What are degrees?
Probably you already heard about “first degree”, “second degree”, etc. And maybe this has sounded strange in the beginning. But, as we will see, this terminology is simple and can be really useful.
If we give numbers to C major scale in the following way: C (1st degree), D (2nd degree), E (3rd degree), F (4th degree), G (5th degree), A (6th degree), B (7th degree), we could say to a friend, for example: “play the 5th degree of C scale”, and he/she would know that we are talking about G note.
For this, it is really useful to talk about notes of a song in terms of degrees. The logic is the same that was shown above, applied to each note of interest. For example, we can create the degrees starting from D note: D (1st degree), E (2nd degree), F (3rd degree), G (4th degree), A (5th degree), B (6th degree), C (7th degree).
So, if someone asks, let’s say, the 3rd degree of D, you would know that he/she is talking about F note. You can see that we are working in C scale in all these examples. This must be specified (in which scale we are working).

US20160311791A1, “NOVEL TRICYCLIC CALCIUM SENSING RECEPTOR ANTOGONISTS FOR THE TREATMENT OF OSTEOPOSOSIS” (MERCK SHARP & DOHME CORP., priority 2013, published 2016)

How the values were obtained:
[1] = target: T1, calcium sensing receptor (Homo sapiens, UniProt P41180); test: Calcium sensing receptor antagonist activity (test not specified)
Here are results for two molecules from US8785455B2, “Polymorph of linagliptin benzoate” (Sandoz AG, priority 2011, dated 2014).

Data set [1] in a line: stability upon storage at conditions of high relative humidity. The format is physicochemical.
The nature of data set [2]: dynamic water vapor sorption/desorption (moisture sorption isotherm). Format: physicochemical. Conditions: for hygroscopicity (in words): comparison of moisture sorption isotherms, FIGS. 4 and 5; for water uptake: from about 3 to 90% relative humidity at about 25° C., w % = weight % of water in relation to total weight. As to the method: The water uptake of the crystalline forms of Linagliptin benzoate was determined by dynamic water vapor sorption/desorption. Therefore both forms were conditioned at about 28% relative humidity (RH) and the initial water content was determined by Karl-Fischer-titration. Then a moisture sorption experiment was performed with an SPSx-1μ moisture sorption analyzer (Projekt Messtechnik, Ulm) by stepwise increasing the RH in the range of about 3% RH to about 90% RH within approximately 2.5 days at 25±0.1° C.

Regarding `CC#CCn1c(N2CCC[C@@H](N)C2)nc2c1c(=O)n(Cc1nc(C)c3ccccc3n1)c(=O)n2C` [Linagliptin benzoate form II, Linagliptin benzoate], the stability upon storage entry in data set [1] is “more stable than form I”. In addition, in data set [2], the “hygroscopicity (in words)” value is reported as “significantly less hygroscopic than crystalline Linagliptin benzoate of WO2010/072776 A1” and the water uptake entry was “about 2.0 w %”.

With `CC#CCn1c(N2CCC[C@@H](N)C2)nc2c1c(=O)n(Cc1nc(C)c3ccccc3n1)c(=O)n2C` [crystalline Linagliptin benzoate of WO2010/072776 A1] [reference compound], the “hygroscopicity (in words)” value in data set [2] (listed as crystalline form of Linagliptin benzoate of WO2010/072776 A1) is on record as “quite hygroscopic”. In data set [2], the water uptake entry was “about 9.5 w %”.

Applying Music Intervals
In a practical way, to know which note refers some degree it’s only to count with your fingers the notes starting from the one that was chosen as 1st degree. Below we have some examples, yet in C scale (use like exercise):
– Second degree of E: F
– Fourth degree of G: C
– Seventh degree of B: A
*Observation: The first degree is also called “tonic”.
These examples were used only for teaching purposes. In practice, you will see that degrees are really used in the context of harmonic fields. You will learn how to find yourself in a song using degrees in the article called “harmonic fields”. Before this we will learn (in the topics “augmented, diminished and perfect intervals” and “music intervals and degrees – complementary concepts”) other important details about degrees and music intervals.
Back to: Module 2